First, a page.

ADDIS ABABA, Ethiopia—Four months ago, Masresha returned to her home county of Ethiopia after 13 years. One of her first stops was her SOS Village.
“Coming back here after such a long time gives me a feeling of nostalgia,” said Masresha, 26.
At age 5, Masresha was welcomed into her SOS Family at the SOS Village in Addis Ababa, which was opened in 1981 and today is home to more than 200 children.
“I remember vividly the day I arrived. I first took a shower and then ate lunch. I liked it here, the terrain was big, the house was big, the place was clean and I liked seeing other kids,” Masresha said. “Life here was entertaining, kids playing together, playing soccer in the bedroom, every day was an adventure.”
Masresha never met her biological parents. At the SOS Village, she was given a chance to grow up in a loving, stable family.
“My SOS Family has created a good foundation for who I am today,” she said. “I have been equipped with the necessary skills I need, and I believe so have the other young people. I have been given the ingredients I need to start off in life.”
Masresha bonds with one of the youngest members of her SOS Family at the SOS Village in Addis Ababa, Ethiopia.
Masresha catches up with some of the older children growing up in her SOS Family at the SOS Village in Addis Ababa, Ethiopia.
Masresha was a self-described overachiever in school, and her SOS Mother always encouraged her to work hard and pursue her dreams. At age 12, Masresha received a scholarship to a prestigious boarding school in Swaziland. Some thought Masresha was too young to go, but her mother never wavered in her support.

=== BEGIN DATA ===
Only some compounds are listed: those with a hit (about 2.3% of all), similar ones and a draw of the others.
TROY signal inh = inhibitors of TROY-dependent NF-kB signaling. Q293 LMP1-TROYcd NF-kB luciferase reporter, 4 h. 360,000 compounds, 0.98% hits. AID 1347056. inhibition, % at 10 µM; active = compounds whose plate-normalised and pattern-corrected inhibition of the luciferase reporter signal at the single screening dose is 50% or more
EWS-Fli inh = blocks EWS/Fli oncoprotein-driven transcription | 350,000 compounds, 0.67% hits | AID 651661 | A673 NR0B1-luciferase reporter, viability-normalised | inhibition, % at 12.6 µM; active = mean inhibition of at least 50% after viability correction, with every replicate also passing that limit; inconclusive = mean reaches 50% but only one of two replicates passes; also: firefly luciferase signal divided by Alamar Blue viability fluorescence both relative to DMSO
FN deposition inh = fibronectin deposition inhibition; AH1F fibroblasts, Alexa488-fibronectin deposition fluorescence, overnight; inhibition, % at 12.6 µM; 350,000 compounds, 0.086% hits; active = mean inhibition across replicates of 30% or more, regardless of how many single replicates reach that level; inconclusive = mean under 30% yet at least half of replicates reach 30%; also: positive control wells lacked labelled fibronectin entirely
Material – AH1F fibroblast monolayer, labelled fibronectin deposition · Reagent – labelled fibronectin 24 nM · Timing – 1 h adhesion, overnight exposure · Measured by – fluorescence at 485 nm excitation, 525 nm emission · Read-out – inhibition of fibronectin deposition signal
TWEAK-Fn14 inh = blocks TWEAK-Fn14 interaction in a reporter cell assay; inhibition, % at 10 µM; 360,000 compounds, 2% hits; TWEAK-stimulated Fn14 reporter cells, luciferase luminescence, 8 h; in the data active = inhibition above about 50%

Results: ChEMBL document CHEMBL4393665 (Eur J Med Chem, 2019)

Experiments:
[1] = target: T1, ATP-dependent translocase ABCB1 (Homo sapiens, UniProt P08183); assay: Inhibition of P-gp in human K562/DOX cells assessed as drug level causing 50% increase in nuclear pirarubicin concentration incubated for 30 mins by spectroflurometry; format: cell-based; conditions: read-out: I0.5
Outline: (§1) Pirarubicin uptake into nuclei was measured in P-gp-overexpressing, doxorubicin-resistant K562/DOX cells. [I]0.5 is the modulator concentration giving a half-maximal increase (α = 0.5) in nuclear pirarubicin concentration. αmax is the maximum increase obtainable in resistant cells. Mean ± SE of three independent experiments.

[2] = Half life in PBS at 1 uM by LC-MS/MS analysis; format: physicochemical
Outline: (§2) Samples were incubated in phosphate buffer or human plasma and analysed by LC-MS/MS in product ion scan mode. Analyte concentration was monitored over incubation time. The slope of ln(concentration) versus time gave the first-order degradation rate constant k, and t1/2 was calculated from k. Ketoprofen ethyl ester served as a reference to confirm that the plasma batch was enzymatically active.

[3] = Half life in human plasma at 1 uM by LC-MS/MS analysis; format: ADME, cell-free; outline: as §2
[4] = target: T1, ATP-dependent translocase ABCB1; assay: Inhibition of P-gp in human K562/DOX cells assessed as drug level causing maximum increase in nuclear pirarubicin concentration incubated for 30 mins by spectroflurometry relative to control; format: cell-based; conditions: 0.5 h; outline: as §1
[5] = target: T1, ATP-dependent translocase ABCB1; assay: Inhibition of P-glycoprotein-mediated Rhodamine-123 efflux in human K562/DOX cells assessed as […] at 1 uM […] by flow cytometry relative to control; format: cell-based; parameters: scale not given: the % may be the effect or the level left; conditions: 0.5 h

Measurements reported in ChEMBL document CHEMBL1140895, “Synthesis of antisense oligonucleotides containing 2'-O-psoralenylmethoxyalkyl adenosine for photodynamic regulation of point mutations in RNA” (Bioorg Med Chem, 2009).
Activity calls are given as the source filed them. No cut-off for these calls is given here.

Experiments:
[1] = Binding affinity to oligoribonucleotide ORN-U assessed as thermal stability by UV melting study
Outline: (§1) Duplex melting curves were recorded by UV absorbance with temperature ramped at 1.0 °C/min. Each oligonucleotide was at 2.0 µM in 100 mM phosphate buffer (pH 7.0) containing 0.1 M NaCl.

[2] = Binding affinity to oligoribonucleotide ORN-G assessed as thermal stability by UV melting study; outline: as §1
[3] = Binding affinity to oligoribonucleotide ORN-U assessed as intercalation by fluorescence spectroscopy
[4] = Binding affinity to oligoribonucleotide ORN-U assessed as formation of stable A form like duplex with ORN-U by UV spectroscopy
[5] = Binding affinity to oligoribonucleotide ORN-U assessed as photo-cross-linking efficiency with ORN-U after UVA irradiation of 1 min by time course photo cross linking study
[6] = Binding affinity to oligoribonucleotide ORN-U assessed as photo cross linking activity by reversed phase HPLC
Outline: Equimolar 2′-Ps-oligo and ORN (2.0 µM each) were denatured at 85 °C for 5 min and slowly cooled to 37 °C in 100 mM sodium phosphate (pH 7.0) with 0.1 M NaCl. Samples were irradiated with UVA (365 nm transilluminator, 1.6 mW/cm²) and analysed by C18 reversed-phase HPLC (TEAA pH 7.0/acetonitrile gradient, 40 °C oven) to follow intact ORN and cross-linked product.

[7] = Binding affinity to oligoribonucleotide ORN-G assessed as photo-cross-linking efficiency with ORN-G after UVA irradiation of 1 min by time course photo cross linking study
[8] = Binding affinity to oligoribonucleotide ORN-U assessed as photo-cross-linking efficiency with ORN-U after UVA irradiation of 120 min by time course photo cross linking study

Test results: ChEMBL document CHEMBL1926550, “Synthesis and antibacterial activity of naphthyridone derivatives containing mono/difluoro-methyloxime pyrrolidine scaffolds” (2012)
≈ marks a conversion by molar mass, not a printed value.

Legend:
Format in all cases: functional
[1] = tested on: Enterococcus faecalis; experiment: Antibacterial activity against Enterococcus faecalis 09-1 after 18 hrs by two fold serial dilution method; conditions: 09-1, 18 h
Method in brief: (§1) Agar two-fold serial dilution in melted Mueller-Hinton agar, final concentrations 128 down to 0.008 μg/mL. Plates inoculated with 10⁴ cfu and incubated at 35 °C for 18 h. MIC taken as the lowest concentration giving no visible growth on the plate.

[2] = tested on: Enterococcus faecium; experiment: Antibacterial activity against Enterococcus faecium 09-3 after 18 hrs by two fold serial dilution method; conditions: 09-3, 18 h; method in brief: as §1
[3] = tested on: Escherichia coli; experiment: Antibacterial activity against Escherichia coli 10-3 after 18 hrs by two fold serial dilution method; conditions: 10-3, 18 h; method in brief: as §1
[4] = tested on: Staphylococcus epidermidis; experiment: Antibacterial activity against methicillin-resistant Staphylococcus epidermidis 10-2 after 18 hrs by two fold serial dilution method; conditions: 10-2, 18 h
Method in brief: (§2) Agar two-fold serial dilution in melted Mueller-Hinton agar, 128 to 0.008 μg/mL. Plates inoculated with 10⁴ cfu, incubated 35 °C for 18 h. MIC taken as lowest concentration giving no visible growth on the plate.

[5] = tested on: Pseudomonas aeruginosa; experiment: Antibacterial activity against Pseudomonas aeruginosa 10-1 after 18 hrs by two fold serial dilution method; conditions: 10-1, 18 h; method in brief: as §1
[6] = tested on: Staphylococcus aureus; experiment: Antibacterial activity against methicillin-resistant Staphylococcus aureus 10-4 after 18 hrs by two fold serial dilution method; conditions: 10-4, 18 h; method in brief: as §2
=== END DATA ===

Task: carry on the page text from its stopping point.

After graduating from the boarding school, Masresha took her academic talents to the United States, where she earned a bachelor’s degree at Lake Forest College in Illinois. Just four months ago, she returned to Ethiopia.
“I realized that I would be more useful if I were to come back here,” Masresha said. I had left my home country at quite a young age and so I had forgotten many things—my family, my culture, and I was disconnected from who I really am. I came back to look for that connection again.”
Masresha also came back to teach English and mentor women and girls. She currently teaches English at an international school in Ethiopia. After school, she volunteers at an international leadership academy.
“I want to help vulnerable children who are bright, giving back what I have received, creating a doorway for them. If someone had not done it for me I would not be here doing it for others,” Masresha said.
In a few years, Masresha wants to earn a master’s degree and open a non-governmental organization that addresses critical issues in Ethiopia that women and girls face, such as abuse.